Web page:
The fruits of this tree occur in the form of catkins. The male catkin is long and drooping; the female is a small oval ball, which, when mature, has a pimpled green surface. The year-old female catkins may often be seen on the tree —hard woody balls with gaping crevices.


The fruit resembles the garden apple, but is smaller, dull in colour, and more or less crinkled instead of being smooth in skin.


The fruits are called keys, which hang on the tree in the form of long thin straps of green. Many go to constitute a cluster. On inspection, it will be found that somewhere near the centre of each key is a lump, which is the seed.

Ash, Mountain (Rowan).

The clusters of coloured berries are very conspicuous, owing to their bright red colour. They are not true berries, but small fruits, with yellow seeds. The fruit reddens very early.

Beam, White.

The fruit hangs in clusters of small circular berries, scarlet in colour, with a little fringe of black, diagonally opposite to the stalk. Each berry contains a mealy pulp, and two or three small seeds.


The fruits are long three-sided seeds, in a hard shiny coat. These are packed in a woody case, which splits into a four-lipped cup.


See Nightshade (Deadly).


The fruits are catkinlike. The male is found at the end of the previous year’s stem growth, whilst the female is slender, pointing upwards at first, and hanging down when mature.


See Nightshade (Woody).


This fruit is too well known to need description, but it is useful to be able to distinguish it from dewberry, the two being much alike. A blackberry has more pimple formations on it than the dewberry, but in its case each formation is smaller than that possessed by the dewberry. Note, also, that the dewberry has a ‘bloom’ on the surface, the fruit is plentiful, and the shrub takes the form of a few trailing .stalks.


The fruits are globular in shape, about the size of a cherry, green at first and then purple with a bloom. They cluster along the stem on short stalks. Also known as the Sloe.


There are two kinds:

Black Bryony.

The fruits are circular with a pointed projection. They grow in clusters on the stem, and are attached by short stalks. At first the berries are green, and later red. Often there are green and red berries in the same cluster. Note that the plant twines itself around whatever it uses as a support.

Red Bryony.

This fruit is globular, red, and much like the other bryony, but, in this case, the plant attaches itself by means of tendrils to whatever supports it.

Buckthorn .

The fruits are globular in shape, and about the size of a red currant. They are green at first, and’ then purple. They cluster along the stem among the leaves.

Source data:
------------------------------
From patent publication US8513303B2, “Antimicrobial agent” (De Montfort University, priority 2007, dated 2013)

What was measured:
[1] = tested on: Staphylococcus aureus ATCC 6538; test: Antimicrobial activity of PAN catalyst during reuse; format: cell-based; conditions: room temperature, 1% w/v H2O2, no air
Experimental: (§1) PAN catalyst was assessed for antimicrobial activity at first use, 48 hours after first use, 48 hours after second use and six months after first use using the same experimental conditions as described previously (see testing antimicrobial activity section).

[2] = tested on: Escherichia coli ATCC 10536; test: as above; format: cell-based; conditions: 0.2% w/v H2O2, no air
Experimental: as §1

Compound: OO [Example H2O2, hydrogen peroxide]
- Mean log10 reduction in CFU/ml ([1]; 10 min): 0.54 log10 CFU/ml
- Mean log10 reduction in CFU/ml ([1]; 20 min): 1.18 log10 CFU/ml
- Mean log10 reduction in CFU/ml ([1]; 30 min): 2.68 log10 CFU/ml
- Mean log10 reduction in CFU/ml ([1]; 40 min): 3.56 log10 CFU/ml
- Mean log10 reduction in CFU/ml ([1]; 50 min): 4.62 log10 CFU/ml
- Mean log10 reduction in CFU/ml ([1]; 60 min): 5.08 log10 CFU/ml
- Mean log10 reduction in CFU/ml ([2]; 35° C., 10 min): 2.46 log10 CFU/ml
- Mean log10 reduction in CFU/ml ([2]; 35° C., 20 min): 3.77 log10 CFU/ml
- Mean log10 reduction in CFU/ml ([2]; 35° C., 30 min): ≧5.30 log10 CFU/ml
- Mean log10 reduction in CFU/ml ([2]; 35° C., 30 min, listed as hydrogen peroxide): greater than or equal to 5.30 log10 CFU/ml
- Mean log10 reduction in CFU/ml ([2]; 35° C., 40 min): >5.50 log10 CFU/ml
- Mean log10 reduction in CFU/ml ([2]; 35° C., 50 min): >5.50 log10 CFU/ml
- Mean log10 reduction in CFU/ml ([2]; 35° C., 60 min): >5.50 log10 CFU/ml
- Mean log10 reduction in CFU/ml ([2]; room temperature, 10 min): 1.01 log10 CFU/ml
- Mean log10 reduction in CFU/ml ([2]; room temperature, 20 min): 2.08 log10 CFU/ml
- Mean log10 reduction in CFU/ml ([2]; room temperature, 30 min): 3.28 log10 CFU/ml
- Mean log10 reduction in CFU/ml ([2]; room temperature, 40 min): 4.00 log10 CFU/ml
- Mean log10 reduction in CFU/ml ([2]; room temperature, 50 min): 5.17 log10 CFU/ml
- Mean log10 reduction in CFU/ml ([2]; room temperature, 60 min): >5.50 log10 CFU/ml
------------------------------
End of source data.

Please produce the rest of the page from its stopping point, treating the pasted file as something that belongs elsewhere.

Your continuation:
Cherry. Bird Cherry.

The fruit is small and bluish in colour, but it does not show any purple ‘bloom’ as is the case with the sloe. The stone is large in proportion and rough. The fruit is bitter and unfit for eating.

Wild Cherry.

The fruit is globular and smooth, the taste is bitter, but it is edible.

Chestnut. Horse Chestnut.

The well-known ‘konker,’ beloved by small boys. The husk has a few short prickly points.

Sweet Chestnut.

The husk has thousands of long green prickly hairs. Note that the real chestnut seldom ripens fully in England.

Cuckoo Pint.

This is the name given to the fruit which is provided by the wild arum. The central part of the flower expands and becomes covered with small red fruits, which have one black dot on them apiece. They have no stalks.


In the case of the common Cypress, the fruits are almost spherical cones, about an inch in diameter, and two to five in a cluster. The outer shell of the cone seems to be made of four flaps, joined together by a small button.


See Blackberry.


The fruits are globular, except that they are pointed at the tip farthest from the stalk, and there is a small projecting hair at this spot. They are no bigger than a currant, hang in bunches, and are a bluish purple.


The white flower is set in an umbrella-shaped panicle, and the small blue-black juicy berries take the place of the flowers. Each is set on a short stalk.

Elm. Common Elm—The fruits are known as samaras. These are leafy wafers, with a lump coming near the wafer stalk. They seldom ripen properly in this country.

Wych Elm.

The samaras are similar to the above, but larger, and the seed lump is more centrally placed on the wafer. They ripen in this country.

Fir, Douglas.

The cone is elongated, light brown in colour; and pendent. A soft three-pronged scale projects over each woody scale of the cone, and this serves to distinguish it from other cone-bearing trees.

Furze (Gorse).

The fruits of this prickly bush are found in seed pods of the pea-family type. They are thin, small, and brownish when ripe.


See Furze.


The fruits are the well-known ‘haws.’ They are crimson berries, almost spherical, with a fringe of brown where the calyx of the flower died down. Inside, there is one small hard stone. The berries hang in plentiful clusters.


The fruit is an edible nut, which appears in a hard shell, set snugty in a leafy cup. The nut is a drawn out sphere with a pointed end.


Red berries enclosing four small stones, which occur in clusters on the higher parts of the branches.


A climbing plant, which clings by means of tendrils at the ends of its stalks. The fruits consist of leafy cones. At the root of each leaflet is a small seed. The ripe cones are yellowish brown, and occur two or three together on a stalk.


The fruits are tassels of leaf-like appendages which hang down in groups. Each leaflet carries a hard seed.


The fruits are spherical, black and juicy. Each is supported on a stiff stalk. They occur in clusters shaped in a hemisphere. The fruit stalks all join up at the same point.


The fruits occur irregularly along the prickly stems. They are spherical, but possess a little dark fringe diagonally opposite the stalk. During their first year they are green, but in the autumn of the second year they turn a blue-black, with a waxy bloom.